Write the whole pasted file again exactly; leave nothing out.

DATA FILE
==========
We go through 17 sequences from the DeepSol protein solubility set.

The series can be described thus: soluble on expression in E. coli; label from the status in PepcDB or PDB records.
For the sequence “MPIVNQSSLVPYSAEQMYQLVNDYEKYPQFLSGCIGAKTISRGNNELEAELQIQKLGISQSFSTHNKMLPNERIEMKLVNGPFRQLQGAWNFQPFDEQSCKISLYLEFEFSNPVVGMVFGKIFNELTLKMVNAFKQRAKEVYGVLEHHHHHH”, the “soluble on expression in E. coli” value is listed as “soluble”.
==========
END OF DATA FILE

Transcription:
We go through 17 sequences from the DeepSol protein solubility set.

The series can be described thus: soluble on expression in E. coli; label from the status in PepcDB or PDB records.
For the sequence “MPIVNQSSLVPYSAEQMYQLVNDYEKYPQFLSGCIGAKTISRGNNELEAELQIQKLGISQSFSTHNKMLPNERIEMKLVNGPFRQLQGAWNFQPFDEQSCKISLYLEFEFSNPVVGMVFGKIFNELTLKMVNAFKQRAKEVYGVLEHHHHHH”, the “soluble on expression in E. coli” value is listed as “soluble”.